Bairstow, who the press are anointing as Morgan’s replacement followed up his run out for a duck with some mature rebuilding while Buttler played assuredly. Things looked to be sound and solid until YJB nicked off after a 79 run partnership. Mooen Ali played an awful shot to get out, but he’s Moeen, so the world will let him off. Then Buttler went – going across his stumps, being given not out, but on the supposed instructions of the dressing room, the decision was reviewed and Buttler went. The immediate aftermath will no doubt be poured over, but it appeared as though there might have been some over-zealous celebrations by the home team (someone on Twitter said he was sent on his way by a Bangla Haka) and Buttler lost it. This is becoming a bit of a trend from England, in that we do seem to become a little upset a little too easily, but Jos’s comment of “grown men acting like that” in the post-match nonsense with Nick Knight gave clear vent to what he thought about it.

England threatened a little thanks to mature batting by Adil Rashid (again) and Jake Ball’s belligerence, but it was always unlikely to win the match and so it proved. England lost by 34 runs and the series is 1-1. Then came the handshakes…

This may prove to be a little tastier a tour than imagined before the start. Bangladesh appear to be no-one’s fools on their own patch. It’s taken nearly 20 years, but these guys relish a fight.

On to game three in Chittagong on Wednesday.

We really are not being well served by the appearance of Dominic Cork on commentary. He’s truly woeful, and is there, I presume, to make Nick Knight look statesmanlike. What Nasser (who spouted some woeful old claptrap about captains having passion in the post-match interview) and Rob Key have done to deserve Cork’s company is beyond me. Athar Ali Khan is more than decent as a home commentator, while I really had to look up Jon Kent, to find out he has two more ODI caps than Mark Butcher but contributed the same amount of runs and wickets as Mark in those appearances. He’s OK, he’s not offended me yet. But Dominic Cork? Really?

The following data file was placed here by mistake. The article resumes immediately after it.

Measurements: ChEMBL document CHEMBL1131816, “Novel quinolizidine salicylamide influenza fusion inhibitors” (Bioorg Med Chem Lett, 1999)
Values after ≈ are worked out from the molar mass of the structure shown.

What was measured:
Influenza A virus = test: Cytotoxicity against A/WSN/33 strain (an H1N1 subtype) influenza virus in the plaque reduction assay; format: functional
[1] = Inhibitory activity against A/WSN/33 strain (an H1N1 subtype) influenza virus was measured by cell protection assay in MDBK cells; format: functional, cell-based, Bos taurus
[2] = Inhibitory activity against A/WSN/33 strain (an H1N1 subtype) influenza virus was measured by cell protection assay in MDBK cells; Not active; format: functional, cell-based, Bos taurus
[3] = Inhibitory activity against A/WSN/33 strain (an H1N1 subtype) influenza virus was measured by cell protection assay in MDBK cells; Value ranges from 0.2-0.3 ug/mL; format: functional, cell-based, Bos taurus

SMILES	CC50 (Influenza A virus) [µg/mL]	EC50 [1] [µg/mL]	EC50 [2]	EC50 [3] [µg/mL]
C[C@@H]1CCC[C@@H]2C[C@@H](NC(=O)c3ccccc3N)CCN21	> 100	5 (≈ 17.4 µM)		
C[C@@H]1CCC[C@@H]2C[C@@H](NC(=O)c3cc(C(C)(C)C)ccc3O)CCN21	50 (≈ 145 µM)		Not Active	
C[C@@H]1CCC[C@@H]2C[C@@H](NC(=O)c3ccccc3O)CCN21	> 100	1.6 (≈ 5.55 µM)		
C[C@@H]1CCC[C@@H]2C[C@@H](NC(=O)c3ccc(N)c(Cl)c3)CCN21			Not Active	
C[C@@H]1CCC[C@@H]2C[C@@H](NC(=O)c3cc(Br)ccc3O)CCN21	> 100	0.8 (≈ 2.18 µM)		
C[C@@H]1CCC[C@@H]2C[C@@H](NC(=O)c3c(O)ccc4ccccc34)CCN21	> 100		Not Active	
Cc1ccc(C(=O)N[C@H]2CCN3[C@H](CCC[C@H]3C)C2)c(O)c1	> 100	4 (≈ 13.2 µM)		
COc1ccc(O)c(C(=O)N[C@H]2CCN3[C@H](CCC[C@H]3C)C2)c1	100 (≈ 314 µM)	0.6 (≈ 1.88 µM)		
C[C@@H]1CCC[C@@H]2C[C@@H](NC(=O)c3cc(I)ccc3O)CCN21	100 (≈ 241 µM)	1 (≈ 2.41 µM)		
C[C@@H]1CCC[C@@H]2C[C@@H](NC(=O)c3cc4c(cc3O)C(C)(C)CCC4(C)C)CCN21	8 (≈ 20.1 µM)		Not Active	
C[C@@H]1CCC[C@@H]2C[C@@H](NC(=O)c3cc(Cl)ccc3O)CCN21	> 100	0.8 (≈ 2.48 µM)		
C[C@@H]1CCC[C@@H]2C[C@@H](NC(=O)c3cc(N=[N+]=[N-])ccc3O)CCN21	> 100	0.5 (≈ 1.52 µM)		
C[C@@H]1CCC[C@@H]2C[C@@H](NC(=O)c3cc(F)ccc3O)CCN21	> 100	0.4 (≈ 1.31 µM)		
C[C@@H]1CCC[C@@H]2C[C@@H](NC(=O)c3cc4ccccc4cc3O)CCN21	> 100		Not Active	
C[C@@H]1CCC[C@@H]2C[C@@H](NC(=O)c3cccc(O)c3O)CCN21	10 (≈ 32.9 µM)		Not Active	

Elsewhere India have stuck a massive score on New Zealand, with Kohli making another double-hundred and Rahane 188, putting the hosts in total control and New Zealand needing to play for a draw from a long way out. Australia were comfortably beaten on what looked like a snooze of an ODI in Port Elizabeth, on what looked another deadly dull PE pitch. It’s 4-0 to the home team, and the world shrugs its shoulders.

The Wanderer Returns…

Sort of….

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I have to confess that in the last three weeks or so blogging has had to take a back seat. It’s the nature of the beast, as both Sean and Chris can attest, that we aren’t in the privileged position of being able to sit around all day watching and writing about cricket. We have jobs that require our time, and while the workload of mine has waxed and waned over the past few years, I’m in the “it’s so damn crazy it is off the charts” phase. You know I’ve been to Rio, yesterday I was in Helsinki, this week I’ve been interviewing, the previous week I was drowning while suffering from another bloody toothache. This coincided with times when Chris was away and Sean was also busy. So there has been a lack of regular content – long-standing readers know how this blog works and recognise this is what happens.

I was on a plane – or at least waiting for one at the bloody expensive Helsinki Airport – yesterday when the Bangladesh game finished. I had one thought other than wasn’t it nice to see Rashid ram the critics words right back at them, and that was “how would Newman segue in a snide reference to Eoin Morgan” into his write-up. Newman is out there for the ODI phase and is not going to let the uppity Irishman’s decision rest. And, so it was, with some trepidation, that I opened up the Mail Online and read the great man’s piece. And I didn’t have long to wait…

And the most satisfied member of the England side was surely stand-in captain Jos Buttler, who followed his impressive leadership in the first week of a tour dominated by safety concerns with a match-winning all-round display. A penny for the thoughts of Eoin Morgan?

In the absence of a telling contribution by one of his potential replacements – Vince and Bairstow didn’t perform, and Duckett’s 60 was not the compelling hundred the punditerati truly wanted – it had to turn to the leadership issue. Jos Buttler offers a few platitudes, presumably enhancing how much he might get under the new contracts, and that’s “impressive leadership”. Jesus, they are easily impressed. I’m accused, regularly, of having an agenda. I’ve nothing on these people.

Newman isn’t one to let an agenda lie, and it was how he signed his piece off that sums him up:

And it was one that provided food for thought for England’s refuseniks in Morgan and Alex Hales.

I bet it doesn’t Paul. It’s another ODI, in another country, which will be forgotten by most within a couple of weeks, save those who might face the 5 wickets in an ODI debut trivia question in a few years time. Your desperation for them to express regret speaks volumes.

England’s win, plucking one from the jaws of defeat, was a really good one. Good that Ben Stokes played a solid innings in a winning cause and posting his first ODI ton. Jos, once again, showed his incredible ability to smack balls with nothing more than an amazing power from those wrists. It’s hard to write something about wrist power without invoking the old Finbarr Saunders from Viz, but he plays shots I’ve never seen before. There has to be a way to harness this for test cricket, doesn’t there?